Sprint Beats Rivals on Green Initiatives

by | Mar 8, 2013

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Sprint has carried out more green initiatives than any competing mobile operator in the United States, according to Frost & Sullivan, which awarded the company its 2012 North American Award for Green Excellence.

The analysis and consulting firm presents the award each year to the company that, compared to its industry sector, has best demonstrated technological advancements aligned with sustainable objectives.

Frost & Sullivan chose Sprint for its ambitious 10-year environmental goals, which include reducing its greenhouse gas emissions by an absolute 20 percent, lowering power consumption 15 percent and cutting paper use 40 percent by 2017.

The firm also credited Sprint for its partnership with UL Environment to produce the ULE 10, the first environmental standard for mobile devices across the entire wireless industry. The standard provides guidelines for sensitive materials use, energy management, manufacturing and operations, product performance, packaging, product stewardship and sustainable innovation.

The mobile operator also has created a recycling buyback program to lower the number of feature phones and smartphones discarded every year. Sprint plans to collect nine out of every 10 devices it sells for reuse and recycling by 2017. Today, the company collects four of every 10 devices it sells and reuses about 90 percent of those collected.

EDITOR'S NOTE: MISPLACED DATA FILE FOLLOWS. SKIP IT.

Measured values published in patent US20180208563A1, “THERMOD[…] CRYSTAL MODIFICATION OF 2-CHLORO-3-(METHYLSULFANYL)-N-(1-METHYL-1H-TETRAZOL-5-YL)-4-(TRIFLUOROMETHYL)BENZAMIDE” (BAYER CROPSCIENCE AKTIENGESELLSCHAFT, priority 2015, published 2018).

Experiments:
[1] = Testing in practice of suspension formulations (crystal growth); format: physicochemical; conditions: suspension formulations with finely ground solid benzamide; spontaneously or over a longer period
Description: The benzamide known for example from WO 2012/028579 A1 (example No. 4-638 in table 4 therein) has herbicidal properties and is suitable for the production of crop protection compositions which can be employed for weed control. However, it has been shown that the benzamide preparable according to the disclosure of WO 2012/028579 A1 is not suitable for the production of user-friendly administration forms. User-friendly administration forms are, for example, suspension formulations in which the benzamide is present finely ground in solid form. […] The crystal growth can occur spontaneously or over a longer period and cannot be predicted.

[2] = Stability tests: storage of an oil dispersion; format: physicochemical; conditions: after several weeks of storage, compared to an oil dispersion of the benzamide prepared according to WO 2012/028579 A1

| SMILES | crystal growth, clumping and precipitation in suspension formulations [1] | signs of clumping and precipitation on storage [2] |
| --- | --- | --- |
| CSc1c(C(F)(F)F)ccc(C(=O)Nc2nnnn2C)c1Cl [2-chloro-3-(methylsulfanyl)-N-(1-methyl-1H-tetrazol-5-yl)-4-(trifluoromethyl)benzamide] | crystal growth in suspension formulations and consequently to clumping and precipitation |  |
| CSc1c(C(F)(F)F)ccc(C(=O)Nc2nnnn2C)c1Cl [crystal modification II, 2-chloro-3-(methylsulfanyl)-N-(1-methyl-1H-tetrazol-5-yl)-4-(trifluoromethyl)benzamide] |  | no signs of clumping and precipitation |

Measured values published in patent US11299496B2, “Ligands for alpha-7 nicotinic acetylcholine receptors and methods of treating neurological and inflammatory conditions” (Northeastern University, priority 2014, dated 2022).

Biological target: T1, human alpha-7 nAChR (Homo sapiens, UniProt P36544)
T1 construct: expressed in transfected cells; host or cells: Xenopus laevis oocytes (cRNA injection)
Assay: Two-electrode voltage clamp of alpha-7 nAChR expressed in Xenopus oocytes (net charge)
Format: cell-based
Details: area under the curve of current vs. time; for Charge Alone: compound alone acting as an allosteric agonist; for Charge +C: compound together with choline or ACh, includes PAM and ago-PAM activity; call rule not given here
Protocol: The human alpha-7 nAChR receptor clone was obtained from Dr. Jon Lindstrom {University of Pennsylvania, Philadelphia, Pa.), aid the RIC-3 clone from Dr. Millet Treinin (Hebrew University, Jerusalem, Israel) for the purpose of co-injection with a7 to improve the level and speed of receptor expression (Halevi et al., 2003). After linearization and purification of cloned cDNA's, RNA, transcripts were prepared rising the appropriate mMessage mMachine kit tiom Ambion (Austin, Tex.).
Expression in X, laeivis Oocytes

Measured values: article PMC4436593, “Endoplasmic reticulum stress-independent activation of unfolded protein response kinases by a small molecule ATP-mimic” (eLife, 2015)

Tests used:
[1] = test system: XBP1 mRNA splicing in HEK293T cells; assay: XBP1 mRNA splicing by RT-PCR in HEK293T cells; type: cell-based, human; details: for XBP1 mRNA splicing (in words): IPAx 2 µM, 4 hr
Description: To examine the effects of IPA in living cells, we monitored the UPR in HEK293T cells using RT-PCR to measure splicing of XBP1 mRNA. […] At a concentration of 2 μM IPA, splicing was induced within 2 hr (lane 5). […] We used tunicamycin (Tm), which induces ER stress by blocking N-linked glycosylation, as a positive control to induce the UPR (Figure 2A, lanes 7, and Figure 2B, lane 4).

The mobile provider’s Bring Your Own Sprint Device program, which launched this week, will help the company reach its 2017 reuse and recycling goals, said Brent Iadarola, global research director for Frost & Sullivan’s mobile and wireless group.

The BYOSD program allows individuals to reactive used and inactive Sprint-branded devices on qualified Mobile Virtual Network Operators (MVNOs), the smaller wireless communication retailers who lease spectrum from major wireless carriers like Sprint, Verizon and AT&T. As long as the contract with Sprint has ended, an individual can reactive the phone and use it under certain MVNOs.

The program is unique and could keep people from discarding phones, said Iadarola. However, it also has its limitations because the two largest MVNOs, Boost and Virgin Mobile, are not included, he added.

Last year, wireless communications industry group CTIA, which includes Sprint, AT&T, Nokia, Motorola, Samsung, T-Mobile and Verizon, committed to a series of package sustainability goals, including the elimination of plastic inserts and trays from postpaid wireless device packaging by the end of 2013. Other goals set out by CTIA’s Green Working Group include labeling all US postpaid wireless packaging with internationally recognized symbols to facilitate the recycling of products, and using less than 10 percent volatile organic compounds.

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